The two men accused in the 2011 brutal beating of a San Francisco Giants fan outside of Dodger Stadium pleaded guilty to charges in the case Thursday morning.
Marvin Norwood, 33, and Louie Sanchez, 31, were charged with mayhem, assault and battery in connection with the attack on 45-year-old Bryan Stow, according to the Los Angeles County District Attorney’s Office.
Sanchez pleaded guilty to one count of mayhem, while Norwood pleaded guilty to one count of assault, the DA’s office announced in a news release.
Following the guilty plea, family members of Stow — including his father and two sisters — addressed the court and the defendants.
“What you both did late in the evening at Dodger Stadium was cowardly,” Stow’s father David, who spoke first, said. “The time you serve is insignificant compared to what Bryan must endure.”
Bryan Stow, a father of two, suffered brain damage and permanent disability in the attack.
David Stowe added that his son has a lifetime of pain, therapy and hard work that he would be forced to endure on a daily basis.
His younger sister, Bonnie, spoke next. She got emotional as she talked about having to take care of Bryan.
“My family – my sister and my parents – we shower him, we dress him, we fix his meals, and we make sure he gets his 13 medications throughout the day,” she said. “You get to live your life as you choose. Bryan did not choose this. No sentencing you receive will ever be long enough.”
Erin Collins, his other sister, addressed the two men last.
“I feel sad. I feel sad for us, I feel sad for your families. And I hope you understand what you did,” she said, appearing to fight back tears.
“To say you got off easy is an understatement,” Collins added.
Collins also delivered a written statement on behalf of Stow’s ex-wife.
“We live in a completely different world than you, but my children had to learn early on that horrible, mean people exist,” she wrote.
Finally, L.A. Superior Court Judge George G. Lomeli, who presided over the case, addressed the two men.
Noting that the case “screams out that comment be made,” he said he felt compelled to speak and delivered harsh criticism to both men.
“You not only ruined the life of Mr. Stow, the obvious victim in this matter, but of his children, his spouse, his family, his friends,” Lomeli said. “From what I know of Mr. Stow, he’s an individual who was very decent. That is shown by the line of work he did, and that was a paramedic. He was only trying to help people.”
“You are the biggest nightmare for individuals that attend public events, such as sporting events or concerts. My son and I have season tickets to college football and my biggest fear, which is probably true for most of the people that appear there … is that we run into people like you,” he added.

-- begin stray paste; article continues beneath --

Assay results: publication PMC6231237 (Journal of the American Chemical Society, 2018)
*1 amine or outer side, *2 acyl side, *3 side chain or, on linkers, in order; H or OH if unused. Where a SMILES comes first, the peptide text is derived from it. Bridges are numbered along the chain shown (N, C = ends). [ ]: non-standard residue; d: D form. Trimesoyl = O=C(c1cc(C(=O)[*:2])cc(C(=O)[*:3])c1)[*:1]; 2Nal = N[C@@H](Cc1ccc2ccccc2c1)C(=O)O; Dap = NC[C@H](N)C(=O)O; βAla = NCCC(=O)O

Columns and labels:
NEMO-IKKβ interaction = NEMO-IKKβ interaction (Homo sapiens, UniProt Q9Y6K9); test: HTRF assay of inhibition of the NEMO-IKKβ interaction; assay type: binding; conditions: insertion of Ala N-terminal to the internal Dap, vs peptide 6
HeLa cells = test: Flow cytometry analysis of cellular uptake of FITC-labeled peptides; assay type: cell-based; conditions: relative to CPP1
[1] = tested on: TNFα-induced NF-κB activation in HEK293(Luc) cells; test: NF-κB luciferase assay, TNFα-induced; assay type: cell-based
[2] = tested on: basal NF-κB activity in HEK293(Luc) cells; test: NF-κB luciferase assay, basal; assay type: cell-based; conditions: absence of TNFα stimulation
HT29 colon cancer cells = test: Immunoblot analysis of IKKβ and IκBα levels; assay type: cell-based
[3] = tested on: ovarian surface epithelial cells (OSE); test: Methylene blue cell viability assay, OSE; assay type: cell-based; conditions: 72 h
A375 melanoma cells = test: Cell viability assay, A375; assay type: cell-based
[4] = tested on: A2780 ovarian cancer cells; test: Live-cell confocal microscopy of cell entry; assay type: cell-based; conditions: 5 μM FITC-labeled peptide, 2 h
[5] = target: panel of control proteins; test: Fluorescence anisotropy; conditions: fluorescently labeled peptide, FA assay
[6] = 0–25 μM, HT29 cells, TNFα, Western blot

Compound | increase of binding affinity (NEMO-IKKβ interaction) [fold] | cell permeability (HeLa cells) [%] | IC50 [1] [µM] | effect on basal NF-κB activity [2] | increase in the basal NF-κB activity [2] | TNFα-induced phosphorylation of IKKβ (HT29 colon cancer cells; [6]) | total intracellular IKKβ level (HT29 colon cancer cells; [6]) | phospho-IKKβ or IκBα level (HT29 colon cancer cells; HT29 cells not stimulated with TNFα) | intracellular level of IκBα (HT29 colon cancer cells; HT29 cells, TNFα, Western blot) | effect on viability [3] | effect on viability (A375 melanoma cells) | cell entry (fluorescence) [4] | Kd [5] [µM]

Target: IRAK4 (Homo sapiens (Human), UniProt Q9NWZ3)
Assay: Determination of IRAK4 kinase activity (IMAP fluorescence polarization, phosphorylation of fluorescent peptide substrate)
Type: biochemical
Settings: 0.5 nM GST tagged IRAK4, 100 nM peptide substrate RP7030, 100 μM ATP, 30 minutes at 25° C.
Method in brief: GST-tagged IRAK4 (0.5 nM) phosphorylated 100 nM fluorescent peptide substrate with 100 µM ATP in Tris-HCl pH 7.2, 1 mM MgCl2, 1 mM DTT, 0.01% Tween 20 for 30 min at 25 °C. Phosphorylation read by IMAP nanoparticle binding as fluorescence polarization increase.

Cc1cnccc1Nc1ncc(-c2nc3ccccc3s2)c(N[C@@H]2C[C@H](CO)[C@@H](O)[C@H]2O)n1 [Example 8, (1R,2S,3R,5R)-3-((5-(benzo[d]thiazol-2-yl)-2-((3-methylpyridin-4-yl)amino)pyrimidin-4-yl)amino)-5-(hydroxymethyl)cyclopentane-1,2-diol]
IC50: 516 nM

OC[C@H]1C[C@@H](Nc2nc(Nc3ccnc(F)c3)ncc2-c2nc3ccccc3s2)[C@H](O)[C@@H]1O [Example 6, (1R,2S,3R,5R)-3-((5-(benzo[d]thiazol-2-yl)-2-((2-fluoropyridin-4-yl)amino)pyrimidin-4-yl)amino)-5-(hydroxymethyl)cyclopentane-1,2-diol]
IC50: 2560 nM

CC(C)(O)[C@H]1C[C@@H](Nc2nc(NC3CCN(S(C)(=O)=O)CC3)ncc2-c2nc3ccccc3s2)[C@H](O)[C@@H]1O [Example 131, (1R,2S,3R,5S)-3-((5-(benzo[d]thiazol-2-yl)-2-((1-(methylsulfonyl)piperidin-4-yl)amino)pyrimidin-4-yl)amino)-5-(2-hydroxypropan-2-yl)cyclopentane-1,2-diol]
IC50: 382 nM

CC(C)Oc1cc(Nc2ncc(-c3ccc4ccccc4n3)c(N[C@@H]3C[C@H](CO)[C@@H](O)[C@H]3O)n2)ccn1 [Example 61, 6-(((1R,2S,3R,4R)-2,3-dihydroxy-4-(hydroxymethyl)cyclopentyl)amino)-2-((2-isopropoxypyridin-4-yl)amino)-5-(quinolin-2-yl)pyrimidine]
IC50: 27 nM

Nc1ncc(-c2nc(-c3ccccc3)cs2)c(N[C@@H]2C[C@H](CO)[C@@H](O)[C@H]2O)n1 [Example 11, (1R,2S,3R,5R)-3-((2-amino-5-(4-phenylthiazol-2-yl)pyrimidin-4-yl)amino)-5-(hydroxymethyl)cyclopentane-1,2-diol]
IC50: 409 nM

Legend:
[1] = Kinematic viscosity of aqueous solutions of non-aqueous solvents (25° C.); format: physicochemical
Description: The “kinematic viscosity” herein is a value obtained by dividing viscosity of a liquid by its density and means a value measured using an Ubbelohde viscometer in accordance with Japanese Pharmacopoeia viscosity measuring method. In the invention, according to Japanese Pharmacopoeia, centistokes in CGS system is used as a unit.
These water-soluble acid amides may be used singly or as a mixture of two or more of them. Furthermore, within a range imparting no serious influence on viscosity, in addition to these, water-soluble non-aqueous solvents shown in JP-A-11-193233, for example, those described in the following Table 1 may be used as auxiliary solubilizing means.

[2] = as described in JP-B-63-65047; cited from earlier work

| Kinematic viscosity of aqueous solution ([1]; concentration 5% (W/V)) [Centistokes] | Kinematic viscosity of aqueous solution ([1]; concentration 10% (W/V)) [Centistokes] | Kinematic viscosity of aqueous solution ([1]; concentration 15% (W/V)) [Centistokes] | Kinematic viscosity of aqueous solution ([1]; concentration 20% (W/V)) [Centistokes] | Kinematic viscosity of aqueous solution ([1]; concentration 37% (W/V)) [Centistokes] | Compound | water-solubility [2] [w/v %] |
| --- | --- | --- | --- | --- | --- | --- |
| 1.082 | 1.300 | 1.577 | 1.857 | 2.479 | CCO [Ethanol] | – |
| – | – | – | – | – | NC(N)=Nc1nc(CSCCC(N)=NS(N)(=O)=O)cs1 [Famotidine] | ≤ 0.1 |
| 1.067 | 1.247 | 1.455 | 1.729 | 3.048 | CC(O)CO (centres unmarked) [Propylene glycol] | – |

At one point Sanchez smiled during the judge’s scolding, which further drew his ire.
“Oh you’re smiling?” the judge said. “It’s funny?”
“It’s not funny,” Sanchez responded.
“It was only a game,” Lomeli said. “You lost perspective, and that’s unfortunate.”
The two initially pleaded not guilty to charges related to the March 31, 2011, beating.
Police said Stow was targeted by Dodgers fans as he walked through the parking lot at the stadium on opening day game because he was wearing a Giants jersey.
Sanchez knocked Stow unconscious during an unprovoked attacked, the DA’s office stated in the release.
According to witnesses, Norwood prevented Stow’s friends from helping him, the DA’s office said.
As part of the plea deal, Lomeli sentenced Norwood to four years in prison and Sanchez to eight years.
A county prosecutor initially said that Norwood would be immediately released because of time served.
However, because both men were charged in 2012 for being felons in possession of a handgun, Norwood will be turned over to federal authorities, according to Thom Mrozek, a spokesman for the U.S. Attorney’s Office for the Central District of California.
Mrozek added that could happen as early as Friday.
Hours after Norwood and Sanchez pleaded guilty, the L.A. Dodgers released a statement.
“We are pleased that the culpable parties have finally accepted responsibility for their actions and have been sentenced for their crimes,” the emailed statement read.
The organization declined to comment further because of “pending civil action.”